A Pipeline for War

Israel's Recent Gas Deals May Exacerbate Tensions in the Middle East

Tareq Baconi
An Israeli worker turns a valve to release drilled oil, near the Dead Sea, October 9, 2006.
An Israeli worker turns a valve to release drilled oil, near the Dead Sea, October 9, 2006. (Eliana Aponte / Courtesy Reuters)
Israel's new-found gas deposits are being touted as a lifeline for peace in the Middle East. But two recent energy deals in the region are likely to cause more conflict.

An Exclusive Interview with Bashar al-Assad

The civil war in Syria will soon enter its fifth year, with no end in sight. On January 20, Foreign Affairs managing editor Jonathan Tepperman met with Syrian President Bashar al-Assad in Damascus to discuss the conflict in this exclusive interview.

Rampant Ransoms

Tom Keatinge
The main reason ransom demands have increased so dramatically might be government involvement.

How to Stop the Bleeding in Syria

David C. Litt
Syria's civil war will end with a negotiated political solution, since no single actor or group of actors has the firepower to overwhelm its opponents. It's time, then, to start mapping out a peace deal.
Narendra Modi and Barack Obama talk as they walk through Hyderabad House in New Delhi, January 25, 2015.
Peter Martin

India has long seemed unable or unwilling to become a major player on the world stage. But the country’s prime minister, Narendra Modi, is looking to change all that. In order to compensate for a small and weak foreign service, he is tapping into India’s considerable soft power: its emigrants, intellectuals, and yogis.

Head of radical leftist Syriza party Alexis Tsipras speaks after winning the elections in Athens January 25, 2015.
Stathis N. Kalyvas

Talk of overturning austerity aside, Greece still needs the last 7.2 billion euro installment of the bailout to cover its financing gap. For the time being, then, the new government will need to abide by the program’s requirements—that is, the very combination of austerity and reform that Syriza has pledged to overturn. This may be enough to break the party.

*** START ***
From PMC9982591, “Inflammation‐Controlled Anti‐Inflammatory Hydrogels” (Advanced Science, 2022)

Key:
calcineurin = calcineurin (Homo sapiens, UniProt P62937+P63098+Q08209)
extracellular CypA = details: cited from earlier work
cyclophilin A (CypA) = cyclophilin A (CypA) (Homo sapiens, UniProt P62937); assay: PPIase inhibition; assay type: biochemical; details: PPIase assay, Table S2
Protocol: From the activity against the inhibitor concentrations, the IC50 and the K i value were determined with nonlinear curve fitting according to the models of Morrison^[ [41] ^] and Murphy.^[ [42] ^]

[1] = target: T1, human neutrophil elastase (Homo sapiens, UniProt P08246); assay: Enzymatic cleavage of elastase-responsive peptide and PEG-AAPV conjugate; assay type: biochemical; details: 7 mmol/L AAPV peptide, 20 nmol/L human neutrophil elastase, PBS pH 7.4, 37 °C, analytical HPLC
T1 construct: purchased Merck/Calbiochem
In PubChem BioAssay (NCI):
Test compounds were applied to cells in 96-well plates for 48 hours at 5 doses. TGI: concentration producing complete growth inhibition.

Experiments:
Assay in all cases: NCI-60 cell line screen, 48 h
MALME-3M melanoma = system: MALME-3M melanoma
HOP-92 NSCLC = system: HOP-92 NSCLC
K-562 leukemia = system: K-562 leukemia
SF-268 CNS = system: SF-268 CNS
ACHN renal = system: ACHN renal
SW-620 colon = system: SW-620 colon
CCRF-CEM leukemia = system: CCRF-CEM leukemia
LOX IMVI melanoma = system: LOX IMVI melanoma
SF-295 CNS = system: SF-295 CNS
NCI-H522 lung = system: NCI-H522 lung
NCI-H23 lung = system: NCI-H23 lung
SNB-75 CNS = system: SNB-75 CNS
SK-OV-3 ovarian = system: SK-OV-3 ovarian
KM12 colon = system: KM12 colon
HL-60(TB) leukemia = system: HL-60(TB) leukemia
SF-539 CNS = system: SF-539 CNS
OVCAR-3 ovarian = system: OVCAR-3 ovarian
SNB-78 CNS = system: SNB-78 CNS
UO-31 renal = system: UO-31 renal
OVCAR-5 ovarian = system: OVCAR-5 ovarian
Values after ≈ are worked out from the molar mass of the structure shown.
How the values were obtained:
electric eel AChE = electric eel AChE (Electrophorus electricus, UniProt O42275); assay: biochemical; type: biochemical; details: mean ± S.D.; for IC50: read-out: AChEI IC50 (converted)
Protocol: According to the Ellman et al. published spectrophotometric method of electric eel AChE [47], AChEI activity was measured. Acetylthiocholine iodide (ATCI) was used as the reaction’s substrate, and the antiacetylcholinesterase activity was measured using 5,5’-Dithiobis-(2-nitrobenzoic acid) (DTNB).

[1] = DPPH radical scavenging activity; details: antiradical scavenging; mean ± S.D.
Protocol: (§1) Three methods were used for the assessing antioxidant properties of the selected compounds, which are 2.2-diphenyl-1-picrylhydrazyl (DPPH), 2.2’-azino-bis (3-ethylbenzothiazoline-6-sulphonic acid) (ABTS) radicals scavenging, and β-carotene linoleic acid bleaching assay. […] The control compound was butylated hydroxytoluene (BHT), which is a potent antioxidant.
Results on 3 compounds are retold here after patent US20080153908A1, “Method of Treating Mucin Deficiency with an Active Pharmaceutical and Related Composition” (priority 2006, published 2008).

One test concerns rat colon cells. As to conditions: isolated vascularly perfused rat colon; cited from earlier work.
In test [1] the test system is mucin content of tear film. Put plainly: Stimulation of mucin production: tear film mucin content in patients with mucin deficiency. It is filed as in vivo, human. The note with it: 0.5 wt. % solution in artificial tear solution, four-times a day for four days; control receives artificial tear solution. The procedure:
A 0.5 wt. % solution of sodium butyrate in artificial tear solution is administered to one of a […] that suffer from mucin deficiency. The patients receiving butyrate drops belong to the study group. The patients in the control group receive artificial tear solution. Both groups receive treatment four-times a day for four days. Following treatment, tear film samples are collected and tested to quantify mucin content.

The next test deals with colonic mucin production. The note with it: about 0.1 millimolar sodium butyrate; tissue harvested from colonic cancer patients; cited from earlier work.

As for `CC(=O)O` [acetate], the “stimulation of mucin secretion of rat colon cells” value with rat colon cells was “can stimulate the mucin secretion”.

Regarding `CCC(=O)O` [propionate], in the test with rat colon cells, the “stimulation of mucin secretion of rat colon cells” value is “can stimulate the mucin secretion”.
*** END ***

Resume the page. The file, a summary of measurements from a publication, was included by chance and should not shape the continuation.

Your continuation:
A rally in memory of people who died during shelling in the southern Ukrainian city of Mariupol, January 25, 2015.
Taras Kuzio

Putin’s goal in Ukraine is simple. He wants to rebuild “New Russia,” the Tsarist empire's term for the eight Russian-speaking regions of eastern and southern Ukraine. After months of deadlock, pro-Russian groups are resorting to terrorism to get the job done.

David James Gill and Michael John Gill

For today's cash-strapped countries, a strong credit rating can provide a huge advantages. Getting one, however, is not simply a matter of hitting the right benchmarks; it's also an exercise in strategy.

Children look on from inside a military vehicle during the funeral of Lebanon's Hezbollah commander Mohamad Issa, January 20, 20
Benedetta Berti

The reported January 18 Israeli airstrike against a Hezbollah–Iranian car convoy in southern Syria is the latest and boldest in a series of tit-for-tat operations that, since last February, have gradually eroded the old order and inched Israel and Hezbollah ever closer to a war that neither wants.

Vamsee Juluri

Whether Modi will usher in a Hindu renaissance, as his supporters hope, or contribute to the rise of Hindu nationalism, as his detractors warn, remains to be seen. For the moment, however, his words have been promising.